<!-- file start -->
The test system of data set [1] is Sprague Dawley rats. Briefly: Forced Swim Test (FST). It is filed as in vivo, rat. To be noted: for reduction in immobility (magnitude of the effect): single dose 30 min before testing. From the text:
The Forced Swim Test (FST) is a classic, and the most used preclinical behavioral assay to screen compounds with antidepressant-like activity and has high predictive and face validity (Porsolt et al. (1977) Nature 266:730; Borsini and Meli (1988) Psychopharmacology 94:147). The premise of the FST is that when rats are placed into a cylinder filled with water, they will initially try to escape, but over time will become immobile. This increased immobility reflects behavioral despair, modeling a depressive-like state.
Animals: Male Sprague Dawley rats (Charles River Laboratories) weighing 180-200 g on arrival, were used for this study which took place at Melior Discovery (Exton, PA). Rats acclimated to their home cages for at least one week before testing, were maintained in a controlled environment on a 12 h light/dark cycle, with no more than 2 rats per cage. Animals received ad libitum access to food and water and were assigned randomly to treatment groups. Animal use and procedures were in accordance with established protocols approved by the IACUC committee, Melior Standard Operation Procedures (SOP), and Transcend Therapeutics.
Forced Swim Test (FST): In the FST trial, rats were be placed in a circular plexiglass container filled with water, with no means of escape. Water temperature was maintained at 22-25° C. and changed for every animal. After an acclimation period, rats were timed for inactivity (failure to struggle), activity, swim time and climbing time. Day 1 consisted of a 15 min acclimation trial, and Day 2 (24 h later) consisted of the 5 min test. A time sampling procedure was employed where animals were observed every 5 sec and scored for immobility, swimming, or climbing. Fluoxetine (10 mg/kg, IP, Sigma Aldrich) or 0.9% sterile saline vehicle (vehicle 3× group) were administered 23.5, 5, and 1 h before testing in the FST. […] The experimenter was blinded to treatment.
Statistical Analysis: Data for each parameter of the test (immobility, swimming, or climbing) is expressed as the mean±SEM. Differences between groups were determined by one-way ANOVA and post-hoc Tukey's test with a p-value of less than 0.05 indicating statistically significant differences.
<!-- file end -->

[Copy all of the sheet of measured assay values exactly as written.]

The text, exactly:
The test system of data set [1] is Sprague Dawley rats. Briefly: Forced Swim Test (FST). It is filed as in vivo, rat. To be noted: for reduction in immobility (magnitude of the effect): single dose 30 min before testing. From the text:
The Forced Swim Test (FST) is a classic, and the most used preclinical behavioral assay to screen compounds with antidepressant-like activity and has high predictive and face validity (Porsolt et al. (1977) Nature 266:730; Borsini and Meli (1988) Psychopharmacology 94:147). The premise of the FST is that when rats are placed into a cylinder filled with water, they will initially try to escape, but over time will become immobile. This increased immobility reflects behavioral despair, modeling a depressive-like state.
Animals: Male Sprague Dawley rats (Charles River Laboratories) weighing 180-200 g on arrival, were used for this study which took place at Melior Discovery (Exton, PA). Rats acclimated to their home cages for at least one week before testing, were maintained in a controlled environment on a 12 h light/dark cycle, with no more than 2 rats per cage. Animals received ad libitum access to food and water and were assigned randomly to treatment groups. Animal use and procedures were in accordance with established protocols approved by the IACUC committee, Melior Standard Operation Procedures (SOP), and Transcend Therapeutics.
Forced Swim Test (FST): In the FST trial, rats were be placed in a circular plexiglass container filled with water, with no means of escape. Water temperature was maintained at 22-25° C. and changed for every animal. After an acclimation period, rats were timed for inactivity (failure to struggle), activity, swim time and climbing time. Day 1 consisted of a 15 min acclimation trial, and Day 2 (24 h later) consisted of the 5 min test. A time sampling procedure was employed where animals were observed every 5 sec and scored for immobility, swimming, or climbing. Fluoxetine (10 mg/kg, IP, Sigma Aldrich) or 0.9% sterile saline vehicle (vehicle 3× group) were administered 23.5, 5, and 1 h before testing in the FST. […] The experimenter was blinded to treatment.
Statistical Analysis: Data for each parameter of the test (immobility, swimming, or climbing) is expressed as the mean±SEM. Differences between groups were determined by one-way ANOVA and post-hoc Tukey's test with a p-value of less than 0.05 indicating statistically significant differences.